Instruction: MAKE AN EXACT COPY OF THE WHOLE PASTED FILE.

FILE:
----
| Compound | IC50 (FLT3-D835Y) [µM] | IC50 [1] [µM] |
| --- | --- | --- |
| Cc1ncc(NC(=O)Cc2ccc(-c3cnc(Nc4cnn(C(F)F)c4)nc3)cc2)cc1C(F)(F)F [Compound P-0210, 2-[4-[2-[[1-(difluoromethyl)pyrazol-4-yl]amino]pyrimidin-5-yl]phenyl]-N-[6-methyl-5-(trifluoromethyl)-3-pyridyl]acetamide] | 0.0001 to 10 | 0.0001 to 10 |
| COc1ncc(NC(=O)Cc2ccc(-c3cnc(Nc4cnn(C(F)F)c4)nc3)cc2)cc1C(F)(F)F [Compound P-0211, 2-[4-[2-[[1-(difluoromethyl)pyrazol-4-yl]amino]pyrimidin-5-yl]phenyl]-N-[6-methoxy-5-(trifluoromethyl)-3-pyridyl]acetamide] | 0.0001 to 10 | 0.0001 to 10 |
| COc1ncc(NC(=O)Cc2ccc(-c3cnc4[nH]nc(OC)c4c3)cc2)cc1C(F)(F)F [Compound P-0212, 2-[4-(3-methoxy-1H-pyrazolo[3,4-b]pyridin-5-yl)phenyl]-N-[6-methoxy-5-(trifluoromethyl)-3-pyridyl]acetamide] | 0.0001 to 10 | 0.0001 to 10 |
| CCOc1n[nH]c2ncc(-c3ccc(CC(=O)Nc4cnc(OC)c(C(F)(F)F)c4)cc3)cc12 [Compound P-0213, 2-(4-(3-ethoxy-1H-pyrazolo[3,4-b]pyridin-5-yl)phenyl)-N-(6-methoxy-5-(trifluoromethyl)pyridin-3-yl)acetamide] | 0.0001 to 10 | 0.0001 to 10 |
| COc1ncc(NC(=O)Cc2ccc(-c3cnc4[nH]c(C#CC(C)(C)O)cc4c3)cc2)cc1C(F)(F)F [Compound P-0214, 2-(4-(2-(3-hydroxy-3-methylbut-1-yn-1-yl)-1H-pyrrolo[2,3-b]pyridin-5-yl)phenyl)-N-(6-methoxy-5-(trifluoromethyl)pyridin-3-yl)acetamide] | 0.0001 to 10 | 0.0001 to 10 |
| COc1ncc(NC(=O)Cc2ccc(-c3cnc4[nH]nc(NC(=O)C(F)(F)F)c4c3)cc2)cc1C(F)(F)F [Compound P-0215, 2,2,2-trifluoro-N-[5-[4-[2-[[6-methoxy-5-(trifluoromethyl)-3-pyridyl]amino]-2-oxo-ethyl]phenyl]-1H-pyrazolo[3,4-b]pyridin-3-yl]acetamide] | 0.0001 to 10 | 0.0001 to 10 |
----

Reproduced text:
| Compound | IC50 (FLT3-D835Y) [µM] | IC50 [1] [µM] |
| --- | --- | --- |
| Cc1ncc(NC(=O)Cc2ccc(-c3cnc(Nc4cnn(C(F)F)c4)nc3)cc2)cc1C(F)(F)F [Compound P-0210, 2-[4-[2-[[1-(difluoromethyl)pyrazol-4-yl]amino]pyrimidin-5-yl]phenyl]-N-[6-methyl-5-(trifluoromethyl)-3-pyridyl]acetamide] | 0.0001 to 10 | 0.0001 to 10 |
| COc1ncc(NC(=O)Cc2ccc(-c3cnc(Nc4cnn(C(F)F)c4)nc3)cc2)cc1C(F)(F)F [Compound P-0211, 2-[4-[2-[[1-(difluoromethyl)pyrazol-4-yl]amino]pyrimidin-5-yl]phenyl]-N-[6-methoxy-5-(trifluoromethyl)-3-pyridyl]acetamide] | 0.0001 to 10 | 0.0001 to 10 |
| COc1ncc(NC(=O)Cc2ccc(-c3cnc4[nH]nc(OC)c4c3)cc2)cc1C(F)(F)F [Compound P-0212, 2-[4-(3-methoxy-1H-pyrazolo[3,4-b]pyridin-5-yl)phenyl]-N-[6-methoxy-5-(trifluoromethyl)-3-pyridyl]acetamide] | 0.0001 to 10 | 0.0001 to 10 |
| CCOc1n[nH]c2ncc(-c3ccc(CC(=O)Nc4cnc(OC)c(C(F)(F)F)c4)cc3)cc12 [Compound P-0213, 2-(4-(3-ethoxy-1H-pyrazolo[3,4-b]pyridin-5-yl)phenyl)-N-(6-methoxy-5-(trifluoromethyl)pyridin-3-yl)acetamide] | 0.0001 to 10 | 0.0001 to 10 |
| COc1ncc(NC(=O)Cc2ccc(-c3cnc4[nH]c(C#CC(C)(C)O)cc4c3)cc2)cc1C(F)(F)F [Compound P-0214, 2-(4-(2-(3-hydroxy-3-methylbut-1-yn-1-yl)-1H-pyrrolo[2,3-b]pyridin-5-yl)phenyl)-N-(6-methoxy-5-(trifluoromethyl)pyridin-3-yl)acetamide] | 0.0001 to 10 | 0.0001 to 10 |
| COc1ncc(NC(=O)Cc2ccc(-c3cnc4[nH]nc(NC(=O)C(F)(F)F)c4c3)cc2)cc1C(F)(F)F [Compound P-0215, 2,2,2-trifluoro-N-[5-[4-[2-[[6-methoxy-5-(trifluoromethyl)-3-pyridyl]amino]-2-oxo-ethyl]phenyl]-1H-pyrazolo[3,4-b]pyridin-3-yl]acetamide] | 0.0001 to 10 | 0.0001 to 10 |